ECB published results of the lending survey conducted on 144 banks in the euro area between June 5 and 23, 2020. The survey is conducted four times a year and is intended to improve an understanding of lending behavior of banks in the euro area. The results of the July 2020 survey relate to changes observed during the second quarter of 2020 and expectations for the third quarter of 2020. The survey results show a continued upward impact of the COVID-19 pandemic on firms’ loan demand, largely driven by emergency liquidity needs. Banks also reported broadly unchanged credit standards on loans or credit lines to firms in the second quarter of 2020.
According to banks, fiscal and monetary policy measures played a significant role in maintaining favorable credit standards for loans to firms. Banks expect credit standards for enterprises to tighten considerably in the third quarter, which is reported to be related to the expected end of state guarantee schemes for loans in some large euro area countries. Firms’ demand for loans or drawing of credit lines surged further in the second quarter of 2020. The increased demand for working capital connected to emergency liquidity needs and possibly precautionary build-up of liquidity buffers more than offset the negative contribution of demand for fixed investment. Banks expect the net increase in firms’ demand for loans to be lower in the third quarter. In addition to results for the entire euro area, the report also presents results for the four largest euro area countries—Germany, France, Italy, and Spain. Credit standards on loans to enterprises tightened in Germany in the second quarter of 2020, while an easing was observed in Spain, Italy, and France. Banks in Spain, Italy, and France reported that government loan guarantees played a significant role in maintaining favorable credit standards for loans to firms, while banks in Germany mentioned that firms’ demand for loans guaranteed by governments was overall lower than expected.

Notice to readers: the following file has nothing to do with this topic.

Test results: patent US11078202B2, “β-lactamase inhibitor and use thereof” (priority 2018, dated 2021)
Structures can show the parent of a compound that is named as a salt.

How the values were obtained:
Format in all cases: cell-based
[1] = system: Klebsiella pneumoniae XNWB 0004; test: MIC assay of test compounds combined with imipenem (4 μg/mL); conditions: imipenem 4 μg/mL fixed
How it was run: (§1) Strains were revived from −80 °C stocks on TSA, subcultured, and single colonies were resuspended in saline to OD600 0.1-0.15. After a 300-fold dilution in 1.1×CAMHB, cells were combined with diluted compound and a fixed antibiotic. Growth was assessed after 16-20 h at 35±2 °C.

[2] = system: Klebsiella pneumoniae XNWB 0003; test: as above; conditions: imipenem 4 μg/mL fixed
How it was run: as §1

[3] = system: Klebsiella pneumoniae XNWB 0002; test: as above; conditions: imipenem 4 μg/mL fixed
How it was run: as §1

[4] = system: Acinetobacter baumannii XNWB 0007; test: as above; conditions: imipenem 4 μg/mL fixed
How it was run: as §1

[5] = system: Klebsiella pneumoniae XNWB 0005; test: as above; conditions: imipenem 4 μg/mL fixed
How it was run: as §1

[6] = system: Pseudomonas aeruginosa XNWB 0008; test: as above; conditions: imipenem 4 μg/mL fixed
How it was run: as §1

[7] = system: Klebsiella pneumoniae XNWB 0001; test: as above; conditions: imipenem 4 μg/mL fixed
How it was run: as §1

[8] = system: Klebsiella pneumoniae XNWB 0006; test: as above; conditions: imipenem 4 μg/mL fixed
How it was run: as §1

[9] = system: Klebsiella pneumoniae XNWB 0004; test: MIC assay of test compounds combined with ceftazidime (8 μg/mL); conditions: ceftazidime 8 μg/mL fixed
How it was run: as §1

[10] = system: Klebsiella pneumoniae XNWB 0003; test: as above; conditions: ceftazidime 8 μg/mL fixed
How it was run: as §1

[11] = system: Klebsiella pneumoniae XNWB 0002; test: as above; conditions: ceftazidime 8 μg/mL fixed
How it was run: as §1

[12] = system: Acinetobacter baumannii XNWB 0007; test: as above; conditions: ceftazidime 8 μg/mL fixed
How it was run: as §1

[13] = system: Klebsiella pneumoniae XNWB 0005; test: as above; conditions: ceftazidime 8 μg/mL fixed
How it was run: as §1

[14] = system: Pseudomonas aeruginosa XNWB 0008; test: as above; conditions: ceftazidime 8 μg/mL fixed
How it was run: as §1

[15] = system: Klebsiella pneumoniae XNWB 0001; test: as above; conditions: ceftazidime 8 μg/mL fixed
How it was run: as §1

Against the COVID-19 backdrop, credit standards for housing loans and consumer credit tightened considerably in the second quarter, related mostly to the deterioration of the economic outlook and worsened borrowers’ creditworthiness. Net demand for housing loans and consumer credit decreased considerably in the second quarter, on account of precautionary savings and low spending possibilities during the strict lockdown period, coupled with uncertainties in the employment situation. For housing loans and consumer credit, credit standards tightened in Germany, France, and Spain, but remained unchanged in Italy. Banks expect a continued net tightening of credit standards and a rebound in household loan demand in the third quarter of 2020. Regarding the impact of non-performing loan (NPL) ratios, banks reported a net tightening impact of NPL ratios on their credit standards and on terms and conditions for loans across all loan categories in the first half of 2020. Over the next six months, they expect an increased net tightening impact for loans to enterprises, housing loans, and consumer credit. Risk perceptions and risk aversion were the main drivers of the tightening impact of NPL ratios.
Keywords: Europe, EU, Banking, COVID-19, Bank Lending Survey, Loan Guarantee, Credit Risk, NPLs, Basel, ECB
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